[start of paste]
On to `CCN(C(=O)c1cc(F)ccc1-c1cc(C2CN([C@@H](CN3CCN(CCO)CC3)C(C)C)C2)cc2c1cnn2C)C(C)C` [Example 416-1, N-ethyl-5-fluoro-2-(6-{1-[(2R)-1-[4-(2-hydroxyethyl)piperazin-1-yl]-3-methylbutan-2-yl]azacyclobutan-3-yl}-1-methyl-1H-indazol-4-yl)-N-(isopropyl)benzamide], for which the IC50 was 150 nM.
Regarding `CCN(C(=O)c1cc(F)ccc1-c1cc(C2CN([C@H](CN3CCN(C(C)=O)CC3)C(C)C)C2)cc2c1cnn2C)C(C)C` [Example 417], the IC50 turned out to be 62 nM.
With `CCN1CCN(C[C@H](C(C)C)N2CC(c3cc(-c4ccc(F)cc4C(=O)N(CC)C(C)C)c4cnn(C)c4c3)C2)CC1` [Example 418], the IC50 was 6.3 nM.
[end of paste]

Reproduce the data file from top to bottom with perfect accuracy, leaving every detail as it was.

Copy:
On to `CCN(C(=O)c1cc(F)ccc1-c1cc(C2CN([C@@H](CN3CCN(CCO)CC3)C(C)C)C2)cc2c1cnn2C)C(C)C` [Example 416-1, N-ethyl-5-fluoro-2-(6-{1-[(2R)-1-[4-(2-hydroxyethyl)piperazin-1-yl]-3-methylbutan-2-yl]azacyclobutan-3-yl}-1-methyl-1H-indazol-4-yl)-N-(isopropyl)benzamide], for which the IC50 was 150 nM.
Regarding `CCN(C(=O)c1cc(F)ccc1-c1cc(C2CN([C@H](CN3CCN(C(C)=O)CC3)C(C)C)C2)cc2c1cnn2C)C(C)C` [Example 417], the IC50 turned out to be 62 nM.
With `CCN1CCN(C[C@H](C(C)C)N2CC(c3cc(-c4ccc(F)cc4C(=O)N(CC)C(C)C)c4cnn(C)c4c3)C2)CC1` [Example 418], the IC50 was 6.3 nM.